South Africa questions candidates to replace corruption official who vexed Zuma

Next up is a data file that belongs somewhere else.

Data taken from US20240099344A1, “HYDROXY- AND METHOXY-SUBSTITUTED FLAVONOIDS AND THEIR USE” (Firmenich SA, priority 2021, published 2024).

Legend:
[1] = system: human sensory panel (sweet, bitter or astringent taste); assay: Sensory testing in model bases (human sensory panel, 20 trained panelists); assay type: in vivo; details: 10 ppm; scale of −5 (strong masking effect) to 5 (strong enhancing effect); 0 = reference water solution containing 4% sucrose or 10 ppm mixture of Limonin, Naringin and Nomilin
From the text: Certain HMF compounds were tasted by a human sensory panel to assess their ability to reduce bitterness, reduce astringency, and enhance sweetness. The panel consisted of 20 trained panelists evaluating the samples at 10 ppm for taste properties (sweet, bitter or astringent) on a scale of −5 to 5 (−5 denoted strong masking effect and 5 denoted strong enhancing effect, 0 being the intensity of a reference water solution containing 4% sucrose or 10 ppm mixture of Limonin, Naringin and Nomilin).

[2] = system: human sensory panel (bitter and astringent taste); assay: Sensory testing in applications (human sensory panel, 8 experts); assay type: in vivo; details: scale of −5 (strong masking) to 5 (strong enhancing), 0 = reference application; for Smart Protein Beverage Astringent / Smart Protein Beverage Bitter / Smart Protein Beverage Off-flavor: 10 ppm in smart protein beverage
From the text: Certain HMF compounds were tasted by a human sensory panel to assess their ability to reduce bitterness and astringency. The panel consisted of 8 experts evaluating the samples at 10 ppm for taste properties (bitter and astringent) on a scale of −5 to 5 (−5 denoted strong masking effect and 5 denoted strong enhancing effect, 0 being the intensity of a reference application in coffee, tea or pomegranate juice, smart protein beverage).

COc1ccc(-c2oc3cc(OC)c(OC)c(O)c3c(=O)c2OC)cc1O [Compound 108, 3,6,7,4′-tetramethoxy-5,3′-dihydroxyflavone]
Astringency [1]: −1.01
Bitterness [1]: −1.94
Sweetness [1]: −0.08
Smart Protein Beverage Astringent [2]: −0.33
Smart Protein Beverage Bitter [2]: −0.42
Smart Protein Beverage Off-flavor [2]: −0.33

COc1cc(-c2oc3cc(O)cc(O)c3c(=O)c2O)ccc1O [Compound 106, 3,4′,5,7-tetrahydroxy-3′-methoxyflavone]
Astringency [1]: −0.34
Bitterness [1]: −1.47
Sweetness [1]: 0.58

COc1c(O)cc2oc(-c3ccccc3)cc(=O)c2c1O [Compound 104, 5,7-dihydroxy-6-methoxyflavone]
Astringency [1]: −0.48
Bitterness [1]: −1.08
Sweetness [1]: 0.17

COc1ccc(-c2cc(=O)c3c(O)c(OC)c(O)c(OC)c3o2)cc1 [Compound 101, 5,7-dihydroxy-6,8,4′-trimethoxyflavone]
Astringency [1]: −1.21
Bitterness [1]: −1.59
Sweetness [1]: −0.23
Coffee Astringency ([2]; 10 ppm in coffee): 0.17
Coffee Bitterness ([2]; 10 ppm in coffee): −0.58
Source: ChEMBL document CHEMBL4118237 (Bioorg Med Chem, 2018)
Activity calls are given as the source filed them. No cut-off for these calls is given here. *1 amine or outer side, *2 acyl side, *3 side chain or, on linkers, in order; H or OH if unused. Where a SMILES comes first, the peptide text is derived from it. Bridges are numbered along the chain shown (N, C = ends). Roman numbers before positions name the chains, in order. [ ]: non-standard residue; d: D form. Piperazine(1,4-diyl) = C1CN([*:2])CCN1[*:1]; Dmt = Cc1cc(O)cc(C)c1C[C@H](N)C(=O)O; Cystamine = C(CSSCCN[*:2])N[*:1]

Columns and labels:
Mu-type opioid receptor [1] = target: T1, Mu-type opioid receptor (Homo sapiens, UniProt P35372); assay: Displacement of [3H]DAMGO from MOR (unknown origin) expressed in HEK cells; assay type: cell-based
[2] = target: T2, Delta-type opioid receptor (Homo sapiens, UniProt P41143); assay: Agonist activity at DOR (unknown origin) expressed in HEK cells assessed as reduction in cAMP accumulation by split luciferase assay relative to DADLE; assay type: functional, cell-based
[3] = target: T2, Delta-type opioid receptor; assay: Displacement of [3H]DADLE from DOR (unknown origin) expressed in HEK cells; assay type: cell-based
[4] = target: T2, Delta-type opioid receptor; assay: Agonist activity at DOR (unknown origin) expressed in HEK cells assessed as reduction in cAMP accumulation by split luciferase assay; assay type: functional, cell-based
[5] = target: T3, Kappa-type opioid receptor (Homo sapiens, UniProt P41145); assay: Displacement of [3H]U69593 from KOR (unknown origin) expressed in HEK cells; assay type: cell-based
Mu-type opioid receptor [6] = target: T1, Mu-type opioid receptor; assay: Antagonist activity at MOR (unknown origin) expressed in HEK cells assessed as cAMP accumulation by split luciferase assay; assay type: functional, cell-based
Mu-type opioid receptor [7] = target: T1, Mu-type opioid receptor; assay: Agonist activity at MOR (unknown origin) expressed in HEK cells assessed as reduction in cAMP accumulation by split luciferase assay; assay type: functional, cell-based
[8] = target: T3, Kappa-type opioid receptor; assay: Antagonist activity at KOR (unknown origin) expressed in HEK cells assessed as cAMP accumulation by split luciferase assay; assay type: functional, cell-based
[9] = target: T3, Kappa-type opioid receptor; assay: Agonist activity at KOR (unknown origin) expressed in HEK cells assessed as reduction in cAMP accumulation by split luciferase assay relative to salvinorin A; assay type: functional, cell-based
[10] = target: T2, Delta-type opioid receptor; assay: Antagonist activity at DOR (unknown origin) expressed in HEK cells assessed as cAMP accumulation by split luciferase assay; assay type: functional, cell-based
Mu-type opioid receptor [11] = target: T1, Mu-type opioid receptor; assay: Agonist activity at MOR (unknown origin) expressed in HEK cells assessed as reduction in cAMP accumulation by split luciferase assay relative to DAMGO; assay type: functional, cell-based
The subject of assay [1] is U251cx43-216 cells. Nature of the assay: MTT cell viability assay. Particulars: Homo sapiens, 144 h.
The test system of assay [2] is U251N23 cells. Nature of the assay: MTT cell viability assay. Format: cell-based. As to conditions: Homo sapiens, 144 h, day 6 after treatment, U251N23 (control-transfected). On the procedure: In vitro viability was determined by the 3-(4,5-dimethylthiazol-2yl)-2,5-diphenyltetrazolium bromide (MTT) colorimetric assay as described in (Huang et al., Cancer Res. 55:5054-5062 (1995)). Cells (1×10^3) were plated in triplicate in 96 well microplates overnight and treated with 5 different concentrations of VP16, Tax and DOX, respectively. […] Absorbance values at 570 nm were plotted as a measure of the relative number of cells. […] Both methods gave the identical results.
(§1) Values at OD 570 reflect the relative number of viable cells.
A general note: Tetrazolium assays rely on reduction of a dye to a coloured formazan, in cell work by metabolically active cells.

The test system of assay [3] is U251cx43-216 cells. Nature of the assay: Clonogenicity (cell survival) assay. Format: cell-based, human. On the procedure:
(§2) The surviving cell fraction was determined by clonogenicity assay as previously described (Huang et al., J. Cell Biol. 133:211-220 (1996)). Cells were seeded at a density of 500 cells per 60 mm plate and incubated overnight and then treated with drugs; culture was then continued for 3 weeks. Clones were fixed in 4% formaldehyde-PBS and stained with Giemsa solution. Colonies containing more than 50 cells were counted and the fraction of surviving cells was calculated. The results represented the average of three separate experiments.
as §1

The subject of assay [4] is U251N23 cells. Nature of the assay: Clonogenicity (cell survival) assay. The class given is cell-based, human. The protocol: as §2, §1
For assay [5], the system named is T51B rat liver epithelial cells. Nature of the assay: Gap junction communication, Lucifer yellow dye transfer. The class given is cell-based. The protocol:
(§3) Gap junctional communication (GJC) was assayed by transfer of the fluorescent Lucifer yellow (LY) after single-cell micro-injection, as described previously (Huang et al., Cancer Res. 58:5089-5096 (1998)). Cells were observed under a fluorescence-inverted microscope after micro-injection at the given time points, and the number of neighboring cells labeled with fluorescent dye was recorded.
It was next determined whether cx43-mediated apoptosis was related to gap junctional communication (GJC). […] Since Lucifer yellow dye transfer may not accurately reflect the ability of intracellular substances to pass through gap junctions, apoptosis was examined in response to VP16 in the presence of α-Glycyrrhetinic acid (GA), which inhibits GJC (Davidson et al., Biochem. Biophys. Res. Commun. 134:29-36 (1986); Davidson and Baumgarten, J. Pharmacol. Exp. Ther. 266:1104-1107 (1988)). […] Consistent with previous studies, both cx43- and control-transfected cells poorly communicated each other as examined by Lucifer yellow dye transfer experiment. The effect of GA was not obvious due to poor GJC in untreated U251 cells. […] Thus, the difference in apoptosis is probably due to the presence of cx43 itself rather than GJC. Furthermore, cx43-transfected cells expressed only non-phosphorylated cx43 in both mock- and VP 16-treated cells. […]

CAPE TOWN (Reuters) - South Africa's parliament on Thursday began interviewing candidates to replace Thuli Madonsela, the head of a corruption watchdog whose findings undermined support for President Jacob Zuma and his administration and worried investors. Appointed by Zuma in 2009 for a seven-year, non-renewable term, Madonsela investigated several scandals involving Zuma which contributed to a sharp loss in support for the ruling party African National Congress in local elections last week. Among the 14 candidates shortlisted to replace Madonsela in the role of Public Protector are two judges, several lawyers, as well as the current deputy national director of public prosecutions. All would were due to be questioned by lawmakers on Thursday. The Public Protector has a constitutional mandate to probe misconduct and abuse in state affairs. It was not clear when a new candidate to replace Madonsela would be named but her term ends in October. The scandals investigated by Madonsela have worried investors in Africa's most industrialized country, who feared it could lead to instability. In one of her most high-impact investigations in 2014, Madonsela found Zuma had included in a $16 million "security upgrade" to his rural Nkandla home a raft of non-security items including a swimming pool and amphitheatre. She said Zuma should pay back the cost of those items, and her view was supported in March by South Africa's highest court, which said Zuma had broken the law by ignoring Madonsela's order. Zuma, who survived an impeachment vote in April after the court ruling, has since said he will repay some of the money, as ordered by the court. Madonsela has said she is investigating whether Zuma allowed a wealthy business family, the Gupta family, to decide on cabinet appointments. Both Zuma and the Guptas have denied the accusations made by the opposition. South Africa ranked 61st out of 168 countries on Transparency International's Corruption Perceptions Index (CPI) 2015, which measures public sector corruption. (Reporting by Wendell Roelf; Editing by James Macharia and Raissa Kasolowsky)